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Calimmune: Safety Study of a Dual Anti-HIV Gene Transfer Construct to Treat HIV-

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--- Quote from: Hoyland on October 09, 2013, 10:44:57 PM ---The latest information released by the CIRM says that the Calimmune HIV trail has produced NO reports of serious safety events and that company is now planning the next trial of Cal-1 which will be conducted outside of the USA.

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Interesting :)

I asked about this and got a response.

"Hi Jon,
You know you are my number 1 guy right?! funny you mention CIRM, because they will be here next week! I believe what they are really planning to do is 'planned future ex US trials with same product in a different subgroup of HIV patients'  which means that they are going to look into other groups of patients outside of the US as well. That wont effect your participation in the study at all."

Did anyone attend the Calimmune and Sangamo presentations at the World Stem Cell Summit yesterday? Being in clinical trials and combining cell and gene technologies seems to give these two programs a high profile.

Latest updated: (delay)

"We are still trying to fill cohort 1. We have a waiting list for all of the other cohorts that include chemo, but its been really hard trying to fill the non-chemo arm. We currently have a few guys lined up to screen for the last spot and hopefully one would qualify. Because of the delay, all of the other cohorts must be pushed back as well. We will not know if any of the three qualifies until the end of December/early Jan. If that is the case, we would not be expecting to start the next cohort, small dose of chemo, until probably Feb/March. You are still in the forefront!"

This paper is the latest work published with collaboration from Geoff Symonds of Calimmune. This seems to be a different approach to Cal-1 but because its underpinning technology is the same the two could probably be incorporated into a single treatment at some future stage.

Despite prolonged and intensive application, combined antiretroviral therapy cannot eradicate human immunodeficiency virus (HIV)-1 because it is harbored as a latent infection, surviving for long periods of time. Alternative approaches are required to overcome the limitations of current therapy. We have been developing a short interfering RNA (siRNA) gene silencing approach. Certain siRNAs targeting promoter regions of genes induce transcriptional gene silencing. We previously reported substantial transcriptional gene silencing of HIV-1 replication by an siRNA targeting the HIV-1 promoter in vitro. In this study, we show that this siRNA, expressed as a short hairpin RNA (shRNA) (shPromA-JRFL) delivered by lentiviral transduction of human peripheral blood mononuclear cells (PBMCs), which are then used to reconstitute NOJ mice, is able to inhibit HIV-1 replication in vivo, whereas a three-base mismatched variant (shPromA-M2) does not. In shPromA-JRFL–treated mice, HIV-1 RNA in serum is significantly reduced, and the ratio of CD4+/CD8+ T cells is significantly elevated. Expression levels of the antisense RNA strand inversely correlates with HIV-1 RNA in serum. The silenced HIV-1 can be reactivated by T-cell activation in ex vivo cultures. HIV-1 suppression is not due to offtarget effects of shPromA-JRFL. These data provide “proof-of principle” that an shRNA targeting the HIV-1 promoter is able to suppress HIV-1 replication in vivo.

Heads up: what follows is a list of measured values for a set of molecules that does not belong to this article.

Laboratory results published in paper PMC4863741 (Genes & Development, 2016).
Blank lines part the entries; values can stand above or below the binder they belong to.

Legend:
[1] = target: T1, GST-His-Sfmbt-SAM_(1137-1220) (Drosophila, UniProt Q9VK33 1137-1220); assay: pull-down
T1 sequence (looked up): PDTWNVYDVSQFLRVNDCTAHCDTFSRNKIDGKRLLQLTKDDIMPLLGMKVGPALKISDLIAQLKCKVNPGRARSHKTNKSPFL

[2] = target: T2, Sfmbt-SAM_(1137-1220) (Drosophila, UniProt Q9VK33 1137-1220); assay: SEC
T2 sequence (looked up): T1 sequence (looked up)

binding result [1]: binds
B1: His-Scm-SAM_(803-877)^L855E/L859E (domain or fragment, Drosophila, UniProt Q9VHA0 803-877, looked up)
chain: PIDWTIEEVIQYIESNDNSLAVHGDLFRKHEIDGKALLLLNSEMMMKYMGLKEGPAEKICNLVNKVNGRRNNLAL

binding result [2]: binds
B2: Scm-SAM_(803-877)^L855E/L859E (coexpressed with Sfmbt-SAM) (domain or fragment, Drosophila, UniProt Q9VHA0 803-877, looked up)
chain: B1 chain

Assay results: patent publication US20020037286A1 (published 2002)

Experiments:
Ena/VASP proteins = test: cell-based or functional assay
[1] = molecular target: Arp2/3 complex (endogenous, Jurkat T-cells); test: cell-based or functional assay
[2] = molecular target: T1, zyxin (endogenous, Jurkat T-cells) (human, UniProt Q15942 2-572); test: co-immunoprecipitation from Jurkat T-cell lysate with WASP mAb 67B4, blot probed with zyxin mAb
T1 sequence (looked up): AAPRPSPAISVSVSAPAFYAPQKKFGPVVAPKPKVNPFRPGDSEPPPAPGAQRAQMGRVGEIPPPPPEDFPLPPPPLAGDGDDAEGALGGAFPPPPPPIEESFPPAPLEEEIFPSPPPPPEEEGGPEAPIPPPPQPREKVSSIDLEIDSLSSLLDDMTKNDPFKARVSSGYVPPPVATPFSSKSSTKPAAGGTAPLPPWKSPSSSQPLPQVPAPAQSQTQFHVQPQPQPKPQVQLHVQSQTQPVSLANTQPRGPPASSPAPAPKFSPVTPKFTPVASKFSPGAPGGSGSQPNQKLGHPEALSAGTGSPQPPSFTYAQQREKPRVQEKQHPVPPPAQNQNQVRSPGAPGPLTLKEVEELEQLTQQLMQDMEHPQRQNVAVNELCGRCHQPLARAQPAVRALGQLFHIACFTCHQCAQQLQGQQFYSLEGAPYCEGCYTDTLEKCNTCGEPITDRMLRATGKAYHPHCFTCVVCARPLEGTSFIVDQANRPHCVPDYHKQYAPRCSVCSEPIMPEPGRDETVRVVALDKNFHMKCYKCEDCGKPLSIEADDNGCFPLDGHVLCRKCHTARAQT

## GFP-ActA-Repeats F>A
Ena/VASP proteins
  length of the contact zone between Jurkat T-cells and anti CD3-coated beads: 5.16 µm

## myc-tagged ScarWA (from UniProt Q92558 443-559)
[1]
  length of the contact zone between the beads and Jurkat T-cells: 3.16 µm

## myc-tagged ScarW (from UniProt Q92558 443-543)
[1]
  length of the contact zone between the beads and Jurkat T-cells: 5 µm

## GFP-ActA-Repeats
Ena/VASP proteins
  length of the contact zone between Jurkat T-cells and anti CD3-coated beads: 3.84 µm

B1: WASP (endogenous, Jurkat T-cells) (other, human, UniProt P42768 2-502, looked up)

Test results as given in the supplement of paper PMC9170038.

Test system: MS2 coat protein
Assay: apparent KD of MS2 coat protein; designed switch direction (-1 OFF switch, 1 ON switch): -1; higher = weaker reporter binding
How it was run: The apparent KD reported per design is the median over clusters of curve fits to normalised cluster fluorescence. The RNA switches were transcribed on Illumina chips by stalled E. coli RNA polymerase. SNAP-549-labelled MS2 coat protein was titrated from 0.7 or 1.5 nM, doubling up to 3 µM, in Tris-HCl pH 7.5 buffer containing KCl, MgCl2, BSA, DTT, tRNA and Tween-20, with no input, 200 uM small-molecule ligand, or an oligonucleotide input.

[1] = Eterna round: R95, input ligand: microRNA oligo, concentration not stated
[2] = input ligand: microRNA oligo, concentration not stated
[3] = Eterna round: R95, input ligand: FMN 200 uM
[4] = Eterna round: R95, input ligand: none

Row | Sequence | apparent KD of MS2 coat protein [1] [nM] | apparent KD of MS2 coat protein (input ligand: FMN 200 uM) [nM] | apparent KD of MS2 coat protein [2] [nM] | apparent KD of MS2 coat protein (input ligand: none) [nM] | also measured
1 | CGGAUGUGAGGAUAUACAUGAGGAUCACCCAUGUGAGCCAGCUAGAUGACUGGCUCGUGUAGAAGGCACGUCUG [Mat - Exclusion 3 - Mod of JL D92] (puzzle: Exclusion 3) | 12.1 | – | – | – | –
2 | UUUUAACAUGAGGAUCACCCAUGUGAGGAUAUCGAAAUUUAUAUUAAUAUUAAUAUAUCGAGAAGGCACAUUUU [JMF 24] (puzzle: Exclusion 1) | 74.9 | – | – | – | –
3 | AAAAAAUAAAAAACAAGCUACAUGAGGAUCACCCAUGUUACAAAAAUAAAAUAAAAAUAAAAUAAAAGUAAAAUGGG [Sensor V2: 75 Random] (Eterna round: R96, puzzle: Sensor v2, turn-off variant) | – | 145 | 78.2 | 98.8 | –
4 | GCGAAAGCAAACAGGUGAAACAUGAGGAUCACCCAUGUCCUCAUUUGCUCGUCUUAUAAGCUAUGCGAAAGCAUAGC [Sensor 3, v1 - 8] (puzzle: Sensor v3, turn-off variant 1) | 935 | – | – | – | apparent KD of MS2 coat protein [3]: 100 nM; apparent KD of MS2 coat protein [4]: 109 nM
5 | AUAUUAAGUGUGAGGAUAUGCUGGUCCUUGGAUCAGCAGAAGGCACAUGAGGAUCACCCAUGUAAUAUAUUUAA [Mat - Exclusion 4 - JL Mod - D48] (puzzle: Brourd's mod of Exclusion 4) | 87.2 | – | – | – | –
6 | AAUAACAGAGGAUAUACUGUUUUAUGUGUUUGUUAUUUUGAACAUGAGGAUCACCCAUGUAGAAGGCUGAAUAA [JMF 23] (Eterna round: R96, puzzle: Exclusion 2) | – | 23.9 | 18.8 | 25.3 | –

Using the CD34+ cell–reconstituted NOJ model, we wish to explore a scenario closer to that which we envisage these constructs will be used in human HIV-1 treatment, primarily on cessation of antiretroviral drugs in controlled chronic infection to determine whether lentivirally delivered shPromA constructs can stabilize the viral reservoir on withdrawal of antiretroviral therapy. If the latent viral reservoir could be maintained as effectively silenced by shPromA treatment, these constructs would represent a substantial step forward on the road toward a functional cure, by providing an alternative to the currently proposed eradication strategies than using various viral transcription activating agents, such as histone deacetylase and demethylases.49,60,61 Rather than activating virus and abolishing infected cells, we propose that constructs such as shPromA could be used to lock HIV-1 into latency maintaining transcriptionally inactive virus even in patients ceasing conventional antiretroviral therapy, thus achieving a prolonged remission or functional cure of HIV-1 infection.

Co-authored by Calimmune and Gero Hutter this paper explains more about the synergy between Cal-1  and the Berlin Patient.

--- Quote ---Abstract: Human immunodeficiency virus type 1 (HIV-1) infection of target cells requires CD4 and a co-receptor, predominantly the chemokine receptor CCR5. CCR5-delta32 homozygosity results in a truncated protein providing natural protection against HIV infection—this without detrimental effects to the host—and transplantation of CCR5-delta32 stem cells in a patient with HIV (“Berlin patient”) achieved viral eradication. As a more feasible approach gene-modification strategies are being developed to engineer cellular resistance to HIV using autologous cells. We have developed a dual therapeutic anti-HIV lentiviral vector (LVsh5/C46) that down-regulates CCR5 and inhibits HIV-1 fusion via cell surface expression of the gp41-derived peptide, C46. This construct, effective against multiple strains of both R5- and X4-tropic HIV-1, is being tested in Phase
I/II trials by engineering HIV-resistant hematopoietic cells.
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